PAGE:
Review: Psychiatric and neuropsychiatric presentations associated with severe coronavirus infections: A systematic review and meta-analysis with comparison to the COVID-19 pandemic

Home/Review: Psychiatric and neuropsychiatric presentations associated with severe coronavirus infections: A systematic review and meta-analysis with comparison to the COVID-19 pandemic

Review: Psychiatric and neuropsychiatric presentations associated with severe coronavirus infections: A systematic review and meta-analysis with comparison to the COVID-19 pandemic

Review: Psychiatric and neuropsychiatric presentations associated with severe coronavirus infections: A systematic review and meta-analysis with comparison to the COVID-19 pandemic

This systematic review and meta-analysis reports that most people with COVID-19 infections should recover without experiencing mental illness, if infection with COVID-19 follows a similar course to previous coronavirus epidemics. Notes that the longer-term mental health effects of the pandemic should be carefully monitored.

  • This review looked at the psychiatric and neuropsychiatric consequences of coronavirus infections in 3,550 patients hospitalized with SARS, MERS, and COVID-19
  • Patients with SARS-CoV-2 can experience delirium, agitation, and altered consciousness, but most of those diagnoses were made with patients were in the intensive care units.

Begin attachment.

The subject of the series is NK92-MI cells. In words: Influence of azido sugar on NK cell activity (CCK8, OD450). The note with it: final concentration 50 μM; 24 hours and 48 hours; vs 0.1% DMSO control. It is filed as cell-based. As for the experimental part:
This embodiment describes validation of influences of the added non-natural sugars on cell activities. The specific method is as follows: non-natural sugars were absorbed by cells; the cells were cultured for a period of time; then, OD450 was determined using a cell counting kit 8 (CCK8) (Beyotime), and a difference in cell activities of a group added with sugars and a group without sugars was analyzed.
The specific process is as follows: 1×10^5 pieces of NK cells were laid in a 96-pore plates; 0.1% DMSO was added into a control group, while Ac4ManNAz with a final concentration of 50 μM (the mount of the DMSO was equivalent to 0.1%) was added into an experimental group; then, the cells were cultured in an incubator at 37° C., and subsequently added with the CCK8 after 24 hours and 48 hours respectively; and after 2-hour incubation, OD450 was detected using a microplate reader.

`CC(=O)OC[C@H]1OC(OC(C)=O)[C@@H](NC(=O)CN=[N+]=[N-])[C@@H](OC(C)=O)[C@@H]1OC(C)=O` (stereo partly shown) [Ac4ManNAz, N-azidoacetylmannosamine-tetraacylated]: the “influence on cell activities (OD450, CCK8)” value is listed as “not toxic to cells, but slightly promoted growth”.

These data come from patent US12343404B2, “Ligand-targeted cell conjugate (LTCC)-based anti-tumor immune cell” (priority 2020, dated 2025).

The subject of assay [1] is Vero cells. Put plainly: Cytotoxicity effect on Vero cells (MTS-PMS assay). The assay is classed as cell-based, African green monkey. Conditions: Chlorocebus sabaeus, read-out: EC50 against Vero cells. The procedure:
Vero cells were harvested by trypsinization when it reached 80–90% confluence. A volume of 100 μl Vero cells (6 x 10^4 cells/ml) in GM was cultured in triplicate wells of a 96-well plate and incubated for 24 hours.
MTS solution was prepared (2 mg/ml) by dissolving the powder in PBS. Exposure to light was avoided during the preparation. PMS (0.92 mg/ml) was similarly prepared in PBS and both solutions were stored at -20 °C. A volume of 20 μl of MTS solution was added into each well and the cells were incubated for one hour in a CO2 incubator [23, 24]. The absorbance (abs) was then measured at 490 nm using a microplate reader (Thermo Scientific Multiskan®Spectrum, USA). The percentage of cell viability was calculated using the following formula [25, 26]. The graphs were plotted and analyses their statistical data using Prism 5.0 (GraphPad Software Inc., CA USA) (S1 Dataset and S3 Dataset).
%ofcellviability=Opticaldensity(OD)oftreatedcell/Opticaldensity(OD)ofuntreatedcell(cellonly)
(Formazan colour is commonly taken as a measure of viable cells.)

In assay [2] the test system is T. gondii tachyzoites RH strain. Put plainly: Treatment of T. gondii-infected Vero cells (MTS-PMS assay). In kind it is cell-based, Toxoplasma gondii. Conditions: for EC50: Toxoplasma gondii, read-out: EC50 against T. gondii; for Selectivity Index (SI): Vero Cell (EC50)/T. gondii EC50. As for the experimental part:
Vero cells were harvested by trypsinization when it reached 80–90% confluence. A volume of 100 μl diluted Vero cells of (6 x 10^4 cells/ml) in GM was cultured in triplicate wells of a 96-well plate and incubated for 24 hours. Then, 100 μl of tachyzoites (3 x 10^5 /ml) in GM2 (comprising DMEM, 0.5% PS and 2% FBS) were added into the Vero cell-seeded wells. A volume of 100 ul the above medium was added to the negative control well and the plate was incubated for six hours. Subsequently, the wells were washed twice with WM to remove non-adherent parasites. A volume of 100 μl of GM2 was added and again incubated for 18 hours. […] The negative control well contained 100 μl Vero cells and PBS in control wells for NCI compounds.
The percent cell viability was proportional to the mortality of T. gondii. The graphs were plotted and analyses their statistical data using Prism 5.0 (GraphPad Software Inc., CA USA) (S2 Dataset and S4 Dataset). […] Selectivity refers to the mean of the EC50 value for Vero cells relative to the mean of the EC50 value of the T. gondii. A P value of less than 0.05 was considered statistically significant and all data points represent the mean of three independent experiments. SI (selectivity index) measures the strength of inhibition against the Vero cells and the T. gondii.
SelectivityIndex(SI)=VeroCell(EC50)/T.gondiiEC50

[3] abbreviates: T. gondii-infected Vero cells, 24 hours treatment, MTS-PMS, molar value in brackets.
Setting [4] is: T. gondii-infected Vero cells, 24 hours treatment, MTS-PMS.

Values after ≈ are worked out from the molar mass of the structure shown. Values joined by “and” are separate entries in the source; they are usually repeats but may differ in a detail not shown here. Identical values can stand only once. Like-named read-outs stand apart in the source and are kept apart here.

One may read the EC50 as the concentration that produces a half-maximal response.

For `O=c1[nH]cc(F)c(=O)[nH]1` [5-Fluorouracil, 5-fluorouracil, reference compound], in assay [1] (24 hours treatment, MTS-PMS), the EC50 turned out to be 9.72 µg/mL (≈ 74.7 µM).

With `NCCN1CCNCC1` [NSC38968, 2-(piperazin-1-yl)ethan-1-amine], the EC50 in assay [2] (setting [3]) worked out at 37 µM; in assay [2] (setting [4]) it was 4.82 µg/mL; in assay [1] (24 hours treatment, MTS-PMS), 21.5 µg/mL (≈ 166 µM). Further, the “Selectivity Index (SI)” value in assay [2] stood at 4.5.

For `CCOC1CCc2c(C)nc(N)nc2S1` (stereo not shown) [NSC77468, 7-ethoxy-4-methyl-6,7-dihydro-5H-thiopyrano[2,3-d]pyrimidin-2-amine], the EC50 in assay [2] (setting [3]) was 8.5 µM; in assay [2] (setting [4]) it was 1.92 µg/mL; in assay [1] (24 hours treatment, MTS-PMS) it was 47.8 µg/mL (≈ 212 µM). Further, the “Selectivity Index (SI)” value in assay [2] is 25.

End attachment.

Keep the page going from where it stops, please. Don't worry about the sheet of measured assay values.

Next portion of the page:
• Only 12 low-to-moderate quality COVID-19 studies were included in the meta-analysis.
  • Based off of data from SARS and MERS, clinicians should be aware of the possibility of depression, anxiety, fatigue, post-traumatic stress disorder, and rarer neuropsychiatric syndromes in the longer term.
|2020-05-19T11:55:33-04:00May 19th, 2020|COVID-19 Literature|0 Comments

About the Author: Megan McHenry

Megan McHenry
Megan S. McHenry, MD, MS, FAAP is a pediatrician and an Assistant Professor of Pediatrics in the Ryan White Center for Pediatric Infectious Disease and Global Health at Indiana University School of Medicine. Dr. McHenry's research focuses on early childhood development in children living in resource-limited settings. This work is frequently aligned with community-engaged research and dissemination and implementation science frameworks. She primarily conducts research in collaboration with the Academic Model for Providing Access to Healthcare (AMPATH) Research Network in Kenya. Dr. McHenry currently has a career development award through the National Institutes of Health to develop a neurodevelopmental screening program for children born to HIV-infected mothers in Kenya. Dr. McHenry is also the Director of Pediatric Global Health Education and a co-Director of the Morris Green Physician-Scientist Development Program at Indiana University School of Medicine. In additional to global health lectures, she also educates residents and students on early childhood development, basic biostatistical techniques, research methodologies, and research ethics. She mentors multiple pediatric fellows, residents, and medical students interested in early childhood development within global contexts.

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